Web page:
President Barack Obama’s conciliatory gesture toward the press this week — a review of Justice Department investigations involving journalists — struck some national security reporters as closing the door after the sources have already bolted.
In announcing the review in his speech Thursday, the president said he was “troubled” that recent investigations, which involved the extensive tracking of the Fox News reporter James Rosen and the seizing of phone records at The Associated Press, “may chill the investigative journalism that holds government accountable.”
Journalists say that chill has already set in. Jeremy Scahill, who writes about national security for The Nation, said that some sources who used to agree to encrypted chats and off-the-record conversations have recently stopped feeling comfortable with these terms.
“At times it seems that being a Luddite may be the safest way to do serious national security reporting in a climate where there appears to be an intensifying war on serious journalism,” Scahill wrote in an email.
Noah Shachtman, editor of Wired.com’s Danger Room blog, said that sources had told him to stay away in the recent climate of leak prosecutions.
“There’s one source I have to run into ‘by accident’ at some public function who before I could just contact directly,” Shachtman said.
James Bamford, author of the 1983 best-seller “The Puzzle Palace” about the National Security Agency, said these latest leak cases make it increasingly difficult to establish new source relationships and that affects his reporting overall.
“It’s important to get this information out there that doesn’t come through a press release, through the front door of the White House or the Pentagon,” Bamford said. “Far more information comes through a side door or a back door.”
Many reporters found themselves spooked by the extent of the government’s investigation of Rosen, Fox News’ chief Washington correspondent. This week, The Washington Post reported on a 36-page affidavit which detailed just how much information the government had been gathering about conversations between an unnamed reporter, who turned out to be Rosen, and Stephen Jin-Woo Kim, a government employee.
The affidavit, a request for emails from the Federal Bureau of Investigation, provided minute-by-minute details about what time both men came and left the State Department and the length of their phone conversations down to the second and also took the unusual step of labeling the reporter a potential “co-conspirator” in the leak of classified information about North Korea’s nuclear program.
In a memo to his staff this week, Roger Ailes, the chief executive of Fox News, said, “We reject the government’s efforts to criminalize the pursuit of investigative journalism and falsely characterize a Fox News reporter to a federal judge as a ‘co-conspirator’ in a crime,” and that “we will not allow a climate of press intimidation, unseen since the McCarthy era, to frighten any of us away from the truth.”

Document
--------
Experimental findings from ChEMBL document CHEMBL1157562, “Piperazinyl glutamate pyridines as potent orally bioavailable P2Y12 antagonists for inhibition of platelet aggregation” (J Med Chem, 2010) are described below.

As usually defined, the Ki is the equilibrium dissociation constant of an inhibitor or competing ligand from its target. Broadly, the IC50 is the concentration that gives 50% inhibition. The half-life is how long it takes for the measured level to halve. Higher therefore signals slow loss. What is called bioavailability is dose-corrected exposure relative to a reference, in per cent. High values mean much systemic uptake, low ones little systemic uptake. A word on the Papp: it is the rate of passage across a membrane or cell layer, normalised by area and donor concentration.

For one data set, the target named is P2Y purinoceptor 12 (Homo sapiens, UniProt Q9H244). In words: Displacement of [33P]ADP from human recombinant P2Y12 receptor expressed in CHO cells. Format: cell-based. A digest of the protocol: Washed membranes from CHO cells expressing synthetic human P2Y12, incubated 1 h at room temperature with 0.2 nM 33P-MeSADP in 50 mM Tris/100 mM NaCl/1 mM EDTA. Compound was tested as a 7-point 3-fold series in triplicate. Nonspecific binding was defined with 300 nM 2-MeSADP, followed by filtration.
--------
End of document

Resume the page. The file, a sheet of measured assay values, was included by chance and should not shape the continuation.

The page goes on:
Josh Meyer, director of education and outreach at the Medill National Security Journalism Initiative at Northwestern University and a writer for Quartz, said that in the 30 years he has lived on and off in Washington, he has never found journalists to be so skittish about being under the government’s watchful eye.
“It’s so bad that there’s a gallows humor that has sort of emerged out of this,” Meyer said. “You see journalists at parties, and you joke about ‘How is the investigation going?’” People just assume they’re being investigated, and it’s not a good feeling.”
He said that he was “highly skeptical” of Obama’s announcement. “One would think he would have done that months or years ago when these investigations were authorized.”
Some journalists think that some of these confrontations between journalists and government sources could have been avoided. Jack Shafer, a Reuters media columnist, published an article called “What was James Rosen thinking?” that questioned why the correspondent did not try harder to protect his source. He said Rosen should not have used email, not visited the State Department’s offices and not timed his departure from the building at a time so close to his source. He also questioned what purpose publishing the information served.
“Boiled to its essence, the story says the U.S. has penetrated North Korean leadership,” Shafer wrote. “He would have been less conspicuous had he walked into the State Department wearing a sandwich board letter with his intentions to obtain classified information and then blasted an air horn to further alert authorities to his business.”
Still, Shachtman hopes that eventually sourcing will once again favor reporters. “This stuff is cyclical. There are times when one group is harder to talk to. There’s times when that group will be easier to talk to. Certain sources dry up,” he said. “Before you know it, those same sources spring back to life.”